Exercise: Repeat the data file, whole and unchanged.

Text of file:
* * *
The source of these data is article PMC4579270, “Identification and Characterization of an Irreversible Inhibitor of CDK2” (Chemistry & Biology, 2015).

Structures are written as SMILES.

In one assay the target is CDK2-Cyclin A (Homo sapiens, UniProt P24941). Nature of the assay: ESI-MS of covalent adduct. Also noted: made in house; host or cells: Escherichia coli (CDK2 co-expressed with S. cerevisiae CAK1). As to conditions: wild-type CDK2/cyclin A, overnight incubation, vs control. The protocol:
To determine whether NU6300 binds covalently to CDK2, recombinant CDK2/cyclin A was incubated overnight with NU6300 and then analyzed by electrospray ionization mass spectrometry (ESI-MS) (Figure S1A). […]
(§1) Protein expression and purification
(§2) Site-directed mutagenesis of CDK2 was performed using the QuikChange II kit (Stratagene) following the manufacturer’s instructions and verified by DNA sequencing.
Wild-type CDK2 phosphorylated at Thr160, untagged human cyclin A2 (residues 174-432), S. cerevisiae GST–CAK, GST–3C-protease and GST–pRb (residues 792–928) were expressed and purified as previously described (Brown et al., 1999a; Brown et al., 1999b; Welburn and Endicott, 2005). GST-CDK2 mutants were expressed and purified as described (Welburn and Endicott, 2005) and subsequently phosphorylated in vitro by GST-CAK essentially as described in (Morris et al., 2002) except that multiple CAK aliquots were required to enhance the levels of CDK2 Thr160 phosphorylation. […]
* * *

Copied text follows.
The source of these data is article PMC4579270, “Identification and Characterization of an Irreversible Inhibitor of CDK2” (Chemistry & Biology, 2015).

Structures are written as SMILES.

In one assay the target is CDK2-Cyclin A (Homo sapiens, UniProt P24941). Nature of the assay: ESI-MS of covalent adduct. Also noted: made in house; host or cells: Escherichia coli (CDK2 co-expressed with S. cerevisiae CAK1). As to conditions: wild-type CDK2/cyclin A, overnight incubation, vs control. The protocol:
To determine whether NU6300 binds covalently to CDK2, recombinant CDK2/cyclin A was incubated overnight with NU6300 and then analyzed by electrospray ionization mass spectrometry (ESI-MS) (Figure S1A). […]
(§1) Protein expression and purification
(§2) Site-directed mutagenesis of CDK2 was performed using the QuikChange II kit (Stratagene) following the manufacturer’s instructions and verified by DNA sequencing.
Wild-type CDK2 phosphorylated at Thr160, untagged human cyclin A2 (residues 174-432), S. cerevisiae GST–CAK, GST–3C-protease and GST–pRb (residues 792–928) were expressed and purified as previously described (Brown et al., 1999a; Brown et al., 1999b; Welburn and Endicott, 2005). GST-CDK2 mutants were expressed and purified as described (Welburn and Endicott, 2005) and subsequently phosphorylated in vitro by GST-CAK essentially as described in (Morris et al., 2002) except that multiple CAK aliquots were required to enhance the levels of CDK2 Thr160 phosphorylation. […]